An amazing three-pound organ, the brain controls all bodily functions, interprets information from the outside, and possesses the essence of mind and soul.The brain is responsible for many things, including intelligence, creativity, emotion, and memory.Located within the skull, the brain consists of the cerebrum, cerebellum, and brainstem. Often the court has no option but to declare a mistrial and start over when there is no solution.Missrials are fairly serious and usually indicate a procedural or technical error that rendered the case impossible to resolve, and the parties must start over from scratch, often consuming considerable resources and time.There are two main components of the central nervous system (CNS): the brain and spinal cord. It consists of spinal nerves, which come from the spinal cord, and cranial nerves, which come from the brain.
The brain is composed of the cerebrum, cerebellum, and brainstem (Fig. 1).
Brain's cerebrum: composed of both right and left hemispheres.Further processes include interpreting touch, vision, and hearing, as well as reasoning, emotions, and learning. Cerebellum: a structure under the cerebrum.The cerebellum coordinates muscle movements, maintains posture, and controls balance. Jurors have been sequestered in certain high-profile trials.Usually, this circumstance occurs when a case is controversial and a jury trial may not be fair or impartial.
Right brain – left brain
.Each hemisphere is responsible for controlling the opposite side of the body.An ischemic stroke of the right side of the brain can weaken or paralyze your left arm or leg.Some hemispheres perform different functions. Speech, comprehension, arithmetic, and writing are typically controlled by the left hemisphere.Creative abilities, spatial ability, artistic and musical ability are governed by the right hemisphere.Approximately 92% of people use their left hemisphere for language and hand use.
Lobes of the brain
A fissure separates the cerebral hemispheres, which allow the brain to be divided into lobes.The frontal, temporal, parietal, and occipital lobes make up each hemisphere (Fig. 3).Once again, each lobe can be divided into areas that serve very specific purposes.You must understand that each lobe of the brain works together.There are very complex relationships between the brain's lobes as well as between the right and left hemispheres.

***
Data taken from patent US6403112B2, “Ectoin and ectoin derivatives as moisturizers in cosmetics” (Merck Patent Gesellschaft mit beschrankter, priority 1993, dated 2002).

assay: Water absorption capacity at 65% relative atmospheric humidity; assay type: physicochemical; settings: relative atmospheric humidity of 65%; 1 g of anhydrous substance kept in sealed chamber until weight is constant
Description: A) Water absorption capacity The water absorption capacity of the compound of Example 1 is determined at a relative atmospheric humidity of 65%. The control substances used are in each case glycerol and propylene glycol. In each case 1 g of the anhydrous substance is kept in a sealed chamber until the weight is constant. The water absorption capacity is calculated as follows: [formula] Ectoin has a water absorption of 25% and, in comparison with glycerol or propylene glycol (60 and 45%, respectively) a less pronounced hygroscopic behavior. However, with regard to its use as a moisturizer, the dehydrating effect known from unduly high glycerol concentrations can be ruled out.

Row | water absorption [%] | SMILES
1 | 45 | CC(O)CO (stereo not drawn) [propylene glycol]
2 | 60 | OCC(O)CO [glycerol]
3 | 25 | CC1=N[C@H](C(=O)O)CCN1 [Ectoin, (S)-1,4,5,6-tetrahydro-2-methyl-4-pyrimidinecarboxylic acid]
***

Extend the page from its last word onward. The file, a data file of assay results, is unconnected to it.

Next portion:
In general, the left hemisphere of the brain is responsible for language and speech and is called the "dominant" hemisphere. The right hemisphere plays a large part in interpreting visual information and spatial processing. In about one third of people who are left-handed, speech function may be located on the right side of the brain. Left-handed people may need special testing to determine if their speech center is on the left or right side prior to any surgery in that area.
Aphasia is a disturbance of language affecting speech production, comprehension, reading or writing, due to brain injury – most commonly from stroke or trauma. The type of aphasia depends on the brain area damaged.
Broca’s area: lies in the left frontal lobe (Fig 3). If this area is damaged, one may have difficulty moving the tongue or facial muscles to produce the sounds of speech. The person can still read and understand spoken language but has difficulty in speaking and writing (i.e. forming letters and words, doesn"t write within lines) – called Broca"s aphasia.
Wernicke"s area: lies in the left temporal lobe (Fig 3). Damage to this area causes Wernicke"s aphasia. The individual may speak in long sentences that have no meaning, add unnecessary words, and even create new words. They can make speech sounds, however they have difficulty understanding speech and are therefore unaware of their mistakes.
The surface of the cerebrum is called the cortex. It has a folded appearance with hills and valleys. The cortex contains 16 billion neurons (the cerebellum has 70 billion = 86 billion total) that are arranged in specific layers. The nerve cell bodies color the cortex grey-brown giving it its name – gray matter (Fig. 4). Beneath the cortex are long nerve fibers (axons) that connect brain areas to each other — called white matter.